Distinct protein arginine methyltransferases promote ATP-dependent chromatin remodeling function at different stages of skeletal muscle differentiation
Department of Cell Biology
Adenosine Triphosphate; Animals; Cells, Cultured; *Chromatin Assembly and Disassembly; Creatine Kinase, MM Form; DNA Helicases; Histones; Methylation; Mice; Mice, Inbred C57BL; Models, Genetic; Muscle Development; Muscle, Skeletal; NIH 3T3 Cells; Nuclear Proteins; Promoter Regions, Genetic; Protein Binding; Protein Methyltransferases; Protein-Arginine N-Methyltransferases; Transcription Factors; Transcriptional Activation
Life Sciences | Medicine and Health Sciences
Temporal regulation of gene expression is a hallmark of cellular differentiation pathways, yet the mechanisms controlling the timing of expression for different classes of differentiation-specific genes are not well understood. We previously demonstrated that the class II arginine methyltransferase Prmt5 was required for skeletal muscle differentiation at the early stages of myogenesis (C. S. Dacwag, Y. Ohkawa, S. Pal, S. Sif, and A. N. Imbalzano, Mol. Cell. Biol. 27:384-394, 2007). Specifically, when Prmt5 levels were reduced, the ATP-dependent SWI/SNF chromatin-remodeling enzymes could not interact with or remodel the promoter of myogenin, an essential early gene. Here we investigated the requirement for Prmt5 and the class I arginine methyltransferase Carm1/Prmt4 in the temporal control of myogenesis. Both arginine methyltransferases could bind to and modify histones at late-gene regulatory sequences. However, the two enzymes showed sequential requirements for gene expression. Prmt5 was required for early-gene expression but dispensable for late-gene expression. Carm1/Prmt4 was required for late- but not for early-gene expression. The reason for the requirement for Carm1/Prmt4 at late genes was to facilitate SWI/SNF chromatin-remodeling enzyme interaction and remodeling at late-gene loci. Thus, distinct arginine methyltransferases are employed at different times of skeletal muscle differentiation for the purpose of facilitating ATP-dependent chromatin-remodeling enzyme interaction and function at myogenic genes.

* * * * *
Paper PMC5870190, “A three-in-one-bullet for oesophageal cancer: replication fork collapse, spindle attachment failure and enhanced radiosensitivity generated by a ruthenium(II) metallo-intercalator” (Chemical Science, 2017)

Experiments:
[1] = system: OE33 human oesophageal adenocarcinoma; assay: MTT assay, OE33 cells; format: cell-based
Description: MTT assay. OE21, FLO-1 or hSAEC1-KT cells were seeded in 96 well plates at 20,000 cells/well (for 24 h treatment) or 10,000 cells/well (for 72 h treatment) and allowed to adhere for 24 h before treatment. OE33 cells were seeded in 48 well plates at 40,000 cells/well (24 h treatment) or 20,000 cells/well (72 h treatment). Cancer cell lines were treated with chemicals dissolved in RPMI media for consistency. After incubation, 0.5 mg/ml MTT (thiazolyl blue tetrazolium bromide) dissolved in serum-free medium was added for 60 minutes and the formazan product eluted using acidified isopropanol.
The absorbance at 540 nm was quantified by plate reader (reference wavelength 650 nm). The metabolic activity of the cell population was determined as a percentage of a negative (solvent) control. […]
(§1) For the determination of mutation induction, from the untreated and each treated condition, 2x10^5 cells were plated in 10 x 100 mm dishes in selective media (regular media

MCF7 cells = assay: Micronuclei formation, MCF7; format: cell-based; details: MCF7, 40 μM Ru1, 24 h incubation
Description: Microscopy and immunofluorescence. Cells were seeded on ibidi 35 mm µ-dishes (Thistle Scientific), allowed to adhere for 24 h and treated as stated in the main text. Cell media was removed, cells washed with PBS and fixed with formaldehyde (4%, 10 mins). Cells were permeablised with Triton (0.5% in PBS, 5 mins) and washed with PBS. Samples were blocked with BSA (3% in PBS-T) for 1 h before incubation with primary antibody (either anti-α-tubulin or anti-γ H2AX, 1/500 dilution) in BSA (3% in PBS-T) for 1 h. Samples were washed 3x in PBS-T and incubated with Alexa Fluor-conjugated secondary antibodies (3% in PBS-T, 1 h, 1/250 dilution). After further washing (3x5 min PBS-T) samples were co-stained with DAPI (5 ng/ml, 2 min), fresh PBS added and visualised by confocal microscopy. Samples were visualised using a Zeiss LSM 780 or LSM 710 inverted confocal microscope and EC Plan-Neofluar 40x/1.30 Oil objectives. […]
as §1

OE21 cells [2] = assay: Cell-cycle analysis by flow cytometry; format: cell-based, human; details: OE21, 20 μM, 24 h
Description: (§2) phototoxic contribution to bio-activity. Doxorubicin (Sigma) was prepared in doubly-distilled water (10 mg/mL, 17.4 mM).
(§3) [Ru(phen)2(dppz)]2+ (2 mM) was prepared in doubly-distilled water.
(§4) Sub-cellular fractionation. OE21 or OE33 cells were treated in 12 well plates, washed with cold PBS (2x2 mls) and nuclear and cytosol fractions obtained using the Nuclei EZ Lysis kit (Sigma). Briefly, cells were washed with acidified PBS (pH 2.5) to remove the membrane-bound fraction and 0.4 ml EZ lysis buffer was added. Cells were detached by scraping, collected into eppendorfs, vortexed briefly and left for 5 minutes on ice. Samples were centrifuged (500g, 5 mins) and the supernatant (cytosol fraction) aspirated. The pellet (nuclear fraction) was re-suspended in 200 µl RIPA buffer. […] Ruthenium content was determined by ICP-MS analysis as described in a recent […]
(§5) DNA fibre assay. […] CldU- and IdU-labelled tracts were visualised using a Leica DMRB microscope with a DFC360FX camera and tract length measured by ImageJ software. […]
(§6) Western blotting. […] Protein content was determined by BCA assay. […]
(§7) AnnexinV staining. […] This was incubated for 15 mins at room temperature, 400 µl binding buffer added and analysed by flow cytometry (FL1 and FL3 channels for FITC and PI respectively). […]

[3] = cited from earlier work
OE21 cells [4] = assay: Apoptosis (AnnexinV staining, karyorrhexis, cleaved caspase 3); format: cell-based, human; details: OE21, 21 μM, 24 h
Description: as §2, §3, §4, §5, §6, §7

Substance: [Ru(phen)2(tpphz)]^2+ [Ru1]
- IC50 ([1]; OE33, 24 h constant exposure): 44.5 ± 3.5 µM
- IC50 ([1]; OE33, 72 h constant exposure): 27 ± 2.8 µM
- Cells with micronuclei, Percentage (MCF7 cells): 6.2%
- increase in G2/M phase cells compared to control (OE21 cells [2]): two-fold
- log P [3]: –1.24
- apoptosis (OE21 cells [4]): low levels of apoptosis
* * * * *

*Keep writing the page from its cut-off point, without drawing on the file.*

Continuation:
DOI of Published Version
Mol Cell Biol. 2009 Apr;29(7):1909-21. Epub 2009 Feb 2. Link to article on publisher's site
Molecular and cellular biology
Dacwag, Caroline S.; Bedford, Mark T.; Sif, Said; and Imbalzano, Anthony N., "Distinct protein arginine methyltransferases promote ATP-dependent chromatin remodeling function at different stages of skeletal muscle differentiation" (2009). Open Access Articles. 2181.